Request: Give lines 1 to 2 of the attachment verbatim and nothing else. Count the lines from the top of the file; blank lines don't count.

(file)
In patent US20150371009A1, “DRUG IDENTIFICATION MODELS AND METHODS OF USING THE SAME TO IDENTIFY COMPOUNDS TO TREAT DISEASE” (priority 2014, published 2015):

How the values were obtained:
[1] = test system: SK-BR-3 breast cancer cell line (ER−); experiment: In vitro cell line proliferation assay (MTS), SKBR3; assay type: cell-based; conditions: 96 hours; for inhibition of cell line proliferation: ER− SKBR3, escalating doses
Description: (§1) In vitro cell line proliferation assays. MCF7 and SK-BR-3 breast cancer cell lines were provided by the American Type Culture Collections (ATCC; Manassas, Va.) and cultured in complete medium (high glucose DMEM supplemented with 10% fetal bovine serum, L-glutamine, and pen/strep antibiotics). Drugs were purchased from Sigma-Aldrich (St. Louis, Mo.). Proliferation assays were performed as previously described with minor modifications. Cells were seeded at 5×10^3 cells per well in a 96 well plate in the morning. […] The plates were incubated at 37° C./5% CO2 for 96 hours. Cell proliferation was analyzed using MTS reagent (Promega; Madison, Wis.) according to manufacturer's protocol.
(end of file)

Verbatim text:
In patent US20150371009A1, “DRUG IDENTIFICATION MODELS AND METHODS OF USING THE SAME TO IDENTIFY COMPOUNDS TO TREAT DISEASE” (priority 2014, published 2015):

How the values were obtained: